Forgive me for coming back to this again but I have just had the Archivist for the Australian province of another religious order visiting Ballarat to discuss the future of their archival collection, given the reducing number of sisters they have in Australia. I know we have talked about this ourselves in relation to smaller Loreto provinces, but it is interesting that this problem is now so pressing for some other orders.
We discussed various possibilites for the future custody of such collections, given that the order themselves would not have continued resources to house or manage their collection. The most archivally sound practice would seem to be that the archives of closed houses and provinces should continue in the custody of the superior agency of the same organisation. This is not usually practical for international orders, given limited resources available to store and manage extra materials, the expense of moving collections off-shore, not to mention the issue of removal of cultural material from the country of origin.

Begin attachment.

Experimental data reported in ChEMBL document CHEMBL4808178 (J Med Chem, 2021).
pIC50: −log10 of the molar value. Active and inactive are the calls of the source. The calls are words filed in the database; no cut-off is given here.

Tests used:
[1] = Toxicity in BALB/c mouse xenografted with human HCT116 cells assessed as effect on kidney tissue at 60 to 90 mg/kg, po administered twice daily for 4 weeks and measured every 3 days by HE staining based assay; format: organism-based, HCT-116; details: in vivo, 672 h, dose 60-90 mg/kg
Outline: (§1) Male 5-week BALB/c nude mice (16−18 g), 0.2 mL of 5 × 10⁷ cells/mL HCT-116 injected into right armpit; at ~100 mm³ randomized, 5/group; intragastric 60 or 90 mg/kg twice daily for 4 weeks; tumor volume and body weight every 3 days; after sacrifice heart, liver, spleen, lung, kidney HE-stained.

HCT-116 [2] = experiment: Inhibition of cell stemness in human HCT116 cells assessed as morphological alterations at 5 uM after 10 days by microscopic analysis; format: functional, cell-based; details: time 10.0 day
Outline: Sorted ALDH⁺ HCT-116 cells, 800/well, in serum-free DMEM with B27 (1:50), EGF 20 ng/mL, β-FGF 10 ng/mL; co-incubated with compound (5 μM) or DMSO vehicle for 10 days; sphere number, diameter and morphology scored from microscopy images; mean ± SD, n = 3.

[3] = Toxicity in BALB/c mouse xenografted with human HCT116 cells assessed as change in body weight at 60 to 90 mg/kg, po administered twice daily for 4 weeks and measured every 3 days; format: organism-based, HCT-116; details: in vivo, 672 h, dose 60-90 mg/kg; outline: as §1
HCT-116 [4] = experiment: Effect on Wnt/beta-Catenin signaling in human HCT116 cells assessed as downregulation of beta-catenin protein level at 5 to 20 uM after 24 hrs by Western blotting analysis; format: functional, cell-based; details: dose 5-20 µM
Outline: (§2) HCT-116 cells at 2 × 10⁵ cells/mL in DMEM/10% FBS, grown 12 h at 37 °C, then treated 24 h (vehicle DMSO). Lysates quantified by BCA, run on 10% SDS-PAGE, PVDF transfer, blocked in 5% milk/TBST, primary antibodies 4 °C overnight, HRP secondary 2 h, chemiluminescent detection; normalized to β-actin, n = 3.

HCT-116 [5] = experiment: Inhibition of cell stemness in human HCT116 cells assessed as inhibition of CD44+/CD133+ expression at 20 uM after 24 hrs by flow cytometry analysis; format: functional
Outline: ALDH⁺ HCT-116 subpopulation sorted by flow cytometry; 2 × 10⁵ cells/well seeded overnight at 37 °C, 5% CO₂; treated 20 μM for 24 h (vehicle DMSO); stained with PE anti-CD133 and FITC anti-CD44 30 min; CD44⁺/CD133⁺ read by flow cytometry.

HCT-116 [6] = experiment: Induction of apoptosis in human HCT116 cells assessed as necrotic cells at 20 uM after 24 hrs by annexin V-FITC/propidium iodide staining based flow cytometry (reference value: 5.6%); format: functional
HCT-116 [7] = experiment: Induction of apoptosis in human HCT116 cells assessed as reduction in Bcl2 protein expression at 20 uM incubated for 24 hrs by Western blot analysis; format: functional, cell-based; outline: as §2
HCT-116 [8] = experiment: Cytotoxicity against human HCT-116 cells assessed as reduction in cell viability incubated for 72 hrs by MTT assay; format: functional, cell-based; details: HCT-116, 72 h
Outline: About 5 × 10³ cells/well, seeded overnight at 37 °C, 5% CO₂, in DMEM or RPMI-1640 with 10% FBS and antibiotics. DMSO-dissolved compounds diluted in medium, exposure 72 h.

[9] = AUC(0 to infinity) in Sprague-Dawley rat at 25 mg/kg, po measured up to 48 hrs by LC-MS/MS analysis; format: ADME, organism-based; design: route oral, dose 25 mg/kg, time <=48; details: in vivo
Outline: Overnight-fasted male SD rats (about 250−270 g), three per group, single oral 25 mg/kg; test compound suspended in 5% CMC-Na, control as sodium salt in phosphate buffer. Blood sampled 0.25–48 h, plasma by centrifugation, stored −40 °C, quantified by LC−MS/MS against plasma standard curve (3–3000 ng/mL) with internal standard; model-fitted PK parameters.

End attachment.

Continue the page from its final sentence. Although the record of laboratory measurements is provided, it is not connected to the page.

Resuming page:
The only option for this particular order seemed to be the splitting of the collection between archdiocese, diocese, interested collecting archives such as university archives and their central archives. This seemed to be intuitively a very unsatisfactory option as it would mean that researchers would have difficulty accessing the collection over various different institutions and the rather comforting situation of having the related records in the same facility would be lost. But perhaps I am being too precious about this. Perhaps if the intellectual control is sufficient and the possibilty of the digitising of vital records is available, the actual physical location of the records is irrelevant.
However, I still think that a better option would be the formation of an umbrella religious collections archives which could funded by contributing orders, perhaps with some sort of trust fund developed for long term financial security. The Sisters of Mercy, here, have a web design business which offers services generally but particularly for religious orders. No idea how this works financially but could this be an interesting model to pursue in regard to an archives storage and management service?
By the way, I was not able to give my visitor much help as I really do not know the answer to the problem. I only know that this is something that we should be facing sooner rather than later. The gut reaction seems to be to split the collection and I think this risks the loss of keeping our collections authentic, reliable and useable – the three tenets of archival practice.
Just wondering if you have had heard what other religous order might be doing or if anyone has approached you with the question.